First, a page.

A little history of the Institut de France
This story began with a will. Cardinal Mazarin’s one! In order to found a collège ("school"), he gave his library and 45 000 livres!
A school for 60 children born in poor noblemen families. They came from Alsace, Flanders, Italy, Roussillon... That’s why the place was called at that time... collège of the Four-Nations!
Architects Lambert and Dorbay raised it, based on plans by famous Louis Le Vau, from 1663 to 1691. During the French Revolution, the school was transformed into a jail (the famous doctor Guillotin was locked here!) then it closed in 1802.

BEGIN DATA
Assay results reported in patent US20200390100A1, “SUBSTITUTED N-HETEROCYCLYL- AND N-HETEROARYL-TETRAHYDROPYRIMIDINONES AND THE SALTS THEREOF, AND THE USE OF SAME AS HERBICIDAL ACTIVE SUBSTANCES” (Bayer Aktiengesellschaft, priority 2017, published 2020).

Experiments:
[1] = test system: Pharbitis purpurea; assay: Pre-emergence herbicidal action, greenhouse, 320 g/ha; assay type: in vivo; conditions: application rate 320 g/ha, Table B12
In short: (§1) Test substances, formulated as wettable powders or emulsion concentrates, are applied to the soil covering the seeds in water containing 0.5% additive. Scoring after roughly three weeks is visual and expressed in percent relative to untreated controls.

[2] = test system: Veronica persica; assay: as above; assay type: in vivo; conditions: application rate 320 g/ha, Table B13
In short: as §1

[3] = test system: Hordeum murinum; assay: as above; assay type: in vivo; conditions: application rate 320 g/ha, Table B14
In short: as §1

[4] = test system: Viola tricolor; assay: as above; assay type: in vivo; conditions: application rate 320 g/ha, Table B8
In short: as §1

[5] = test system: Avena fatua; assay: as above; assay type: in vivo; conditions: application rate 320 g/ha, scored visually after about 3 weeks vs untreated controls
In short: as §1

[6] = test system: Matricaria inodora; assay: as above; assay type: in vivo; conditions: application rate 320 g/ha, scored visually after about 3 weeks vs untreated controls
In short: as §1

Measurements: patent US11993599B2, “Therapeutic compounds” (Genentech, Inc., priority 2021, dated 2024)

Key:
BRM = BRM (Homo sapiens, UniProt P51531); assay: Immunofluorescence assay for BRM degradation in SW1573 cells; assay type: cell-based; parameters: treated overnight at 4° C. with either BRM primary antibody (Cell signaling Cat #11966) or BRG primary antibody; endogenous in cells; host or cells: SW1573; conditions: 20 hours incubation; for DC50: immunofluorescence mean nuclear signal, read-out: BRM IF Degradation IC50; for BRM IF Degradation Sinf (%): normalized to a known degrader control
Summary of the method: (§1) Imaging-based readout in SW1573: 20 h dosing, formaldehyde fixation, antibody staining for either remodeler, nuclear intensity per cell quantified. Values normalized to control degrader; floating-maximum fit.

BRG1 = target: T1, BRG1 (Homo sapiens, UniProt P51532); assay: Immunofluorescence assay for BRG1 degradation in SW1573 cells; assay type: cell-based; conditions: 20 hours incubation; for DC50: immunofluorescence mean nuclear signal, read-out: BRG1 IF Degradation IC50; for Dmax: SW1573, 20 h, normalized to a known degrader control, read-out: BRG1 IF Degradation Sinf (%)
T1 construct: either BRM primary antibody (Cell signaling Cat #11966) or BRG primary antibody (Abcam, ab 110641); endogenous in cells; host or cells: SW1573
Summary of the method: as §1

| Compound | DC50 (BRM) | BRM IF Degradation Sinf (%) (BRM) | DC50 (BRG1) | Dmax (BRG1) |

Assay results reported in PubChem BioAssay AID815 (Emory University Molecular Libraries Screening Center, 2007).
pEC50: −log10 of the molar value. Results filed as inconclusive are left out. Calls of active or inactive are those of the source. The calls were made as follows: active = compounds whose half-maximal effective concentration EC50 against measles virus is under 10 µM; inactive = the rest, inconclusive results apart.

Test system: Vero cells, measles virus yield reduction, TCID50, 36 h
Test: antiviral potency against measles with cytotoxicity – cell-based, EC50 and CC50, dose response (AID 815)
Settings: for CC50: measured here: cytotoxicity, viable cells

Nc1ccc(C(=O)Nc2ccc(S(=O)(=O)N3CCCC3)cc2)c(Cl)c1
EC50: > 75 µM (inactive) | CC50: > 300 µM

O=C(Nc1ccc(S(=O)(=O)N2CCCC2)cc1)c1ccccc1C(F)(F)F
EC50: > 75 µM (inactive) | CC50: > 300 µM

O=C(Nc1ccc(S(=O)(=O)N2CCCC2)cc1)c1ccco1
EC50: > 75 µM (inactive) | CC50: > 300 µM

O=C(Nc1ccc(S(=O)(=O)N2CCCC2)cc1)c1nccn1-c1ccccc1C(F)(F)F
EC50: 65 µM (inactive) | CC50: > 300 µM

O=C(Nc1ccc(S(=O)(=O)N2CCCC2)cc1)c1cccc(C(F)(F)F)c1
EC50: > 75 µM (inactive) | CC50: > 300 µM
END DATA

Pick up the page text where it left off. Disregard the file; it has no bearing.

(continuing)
3 years later, Napoleon I founded here the Institut de France.
Nowadays it houses the 5 academies: the Académie Française (founded by Richelieu in 1635), the Academy of Fine Letters (Colbert, 1664), the Academy of Sciences (Colbert, 1666), the Academy of Fine Arts (1816) and the Academy of Political sciences (1832).
But there’s also the Mazarine library, which was fit out on the location of the old tower of Nesle!
It was the first public library in France: we have here 500 000 manuscripts... The Institute was restored between 1962 and 1974.